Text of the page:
Pages: 1 2
World powers sometimes have to fight wars not for some material interest, but for bolstering a nation’s prestige in order to deter more dangerous aggressors. As Margaret Thatcher said after England’s defeat of Argentina in the 1982 Falklands War, the conflict showed that “now once again Britain is not prepared to be pushed around” and that Britain has “ceased to be a nation in retreat.” So too with Reagan’s 1983 invasion of Grenada, which was as much about showing the Soviet Union that Carter-era retreat and appeasement were over, as it was about rescuing 800 American students and forestalling a Soviet-Cuban military airbase in our geopolitical backyard.
The European-instigated NATO involvement in the Libyan civil war was no doubt seen as just such a prestige-building exercise. The EU nations were in need of some action that could show they were, as Jacques Chirac said in 1995, an “essential pole” in the “multipolar world” created by the end of the Cold War. In the 1990s that boast had been exposed as hollow after the horrors in the Balkans––ethnic cleansing, massacres of civilians, torture and mutilation of prisoners in concentration camps––were stopped not by the Europeans and the UN, but by an American bombing campaign conducted under the patina of NATO authority. The subsequent wars against jihadist terror likewise have been American affairs, undertaken against the advice, wishes, and obstructions of major powers like France and Germany. The whole edifice of EU “postmodern” foreign policy, predicated on the “soft power” of diplomacy and international law, is nothing but an exercise in bad faith if American soldiers and cruise-missiles have to be called on to punish aggressors.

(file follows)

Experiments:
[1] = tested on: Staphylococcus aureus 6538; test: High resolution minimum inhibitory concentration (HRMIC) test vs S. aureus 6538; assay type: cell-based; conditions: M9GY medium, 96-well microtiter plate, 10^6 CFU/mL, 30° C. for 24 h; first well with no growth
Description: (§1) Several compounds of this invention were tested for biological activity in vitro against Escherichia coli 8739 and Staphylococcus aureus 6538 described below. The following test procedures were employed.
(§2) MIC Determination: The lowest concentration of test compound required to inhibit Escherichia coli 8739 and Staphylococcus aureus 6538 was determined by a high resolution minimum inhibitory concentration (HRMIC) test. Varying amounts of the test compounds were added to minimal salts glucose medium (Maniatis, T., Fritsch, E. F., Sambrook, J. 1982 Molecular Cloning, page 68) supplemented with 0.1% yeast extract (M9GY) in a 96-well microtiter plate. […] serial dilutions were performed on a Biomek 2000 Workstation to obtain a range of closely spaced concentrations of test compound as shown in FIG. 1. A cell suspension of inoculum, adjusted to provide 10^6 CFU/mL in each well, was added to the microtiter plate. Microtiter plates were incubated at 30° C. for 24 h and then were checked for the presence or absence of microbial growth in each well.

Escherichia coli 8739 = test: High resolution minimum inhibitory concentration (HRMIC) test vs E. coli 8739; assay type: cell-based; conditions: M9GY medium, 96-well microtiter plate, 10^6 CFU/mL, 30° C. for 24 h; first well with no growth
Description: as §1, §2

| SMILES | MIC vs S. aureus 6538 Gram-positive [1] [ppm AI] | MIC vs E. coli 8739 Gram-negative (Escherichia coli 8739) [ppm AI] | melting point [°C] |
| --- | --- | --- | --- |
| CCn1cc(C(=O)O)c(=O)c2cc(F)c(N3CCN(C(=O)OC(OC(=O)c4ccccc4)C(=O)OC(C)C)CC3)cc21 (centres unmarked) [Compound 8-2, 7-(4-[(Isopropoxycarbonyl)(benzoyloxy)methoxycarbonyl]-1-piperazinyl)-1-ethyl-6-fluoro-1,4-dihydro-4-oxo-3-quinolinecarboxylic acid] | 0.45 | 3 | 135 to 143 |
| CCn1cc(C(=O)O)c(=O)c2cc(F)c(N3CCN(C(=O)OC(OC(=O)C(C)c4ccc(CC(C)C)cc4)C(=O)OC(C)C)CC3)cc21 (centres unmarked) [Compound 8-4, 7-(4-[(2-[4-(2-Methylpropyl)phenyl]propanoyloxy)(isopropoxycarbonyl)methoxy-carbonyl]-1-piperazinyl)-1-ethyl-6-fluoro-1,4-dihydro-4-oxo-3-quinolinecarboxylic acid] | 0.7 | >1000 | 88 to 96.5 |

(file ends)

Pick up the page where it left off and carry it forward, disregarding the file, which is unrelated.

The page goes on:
The civil war in nearby Libya, with its mostly flat terrain and Mediterranean coastline, seemed like a lovely little prestige-building intervention for the Europeans. The patent sadistic lunacy of Gaddafi, evident in his bluster about exterminating the “rats” in the rebel stronghold of Benghazi, added a moral imperative to the logistical conveniences. And an American president eager to “lead from behind” and allow the Europeans to do most of the bombing on America’s nickel, all in the name of “multilateralism,” thrust into the shadows the perennial unpleasant fact that NATO is institutional camouflage for American military power, an organization necessary for those military-scrimping nations that NATO Secretary-General Lord Robertson once called “military pygmies.”
Yet despite the downfall of Gaddafi’s regime, the Libyan adventure is unlikely to fool anybody into respecting Europe’s geopolitical clout. Too many unpleasant contradictions and unanswered questions still hang around the campaign. Everyone knows that American cruise missiles and intelligence were critical to the campaign. Rules of engagement designed for political rather than military efficacy, an unwillingness to risk ground troops, Obama’s disappearance, and squabbling between NATO states unnecessarily prolonged the conflict to the detriment of those nations’ prestige. It is unlikely that any aggressor is going to be deterred by a coalition which, enjoying superiority in the air and armed with high-tech weaponry, took several months and 20,000 sorties to defeat a glorified gangster like Gaddafi. As Stanley Kurtz points out, “If this is what it takes for America and its allies to dislodge an unpopular dictator in open terrain, our more dangerous potential adversaries cannot be feeling much fear right now.”
Pages: 1 2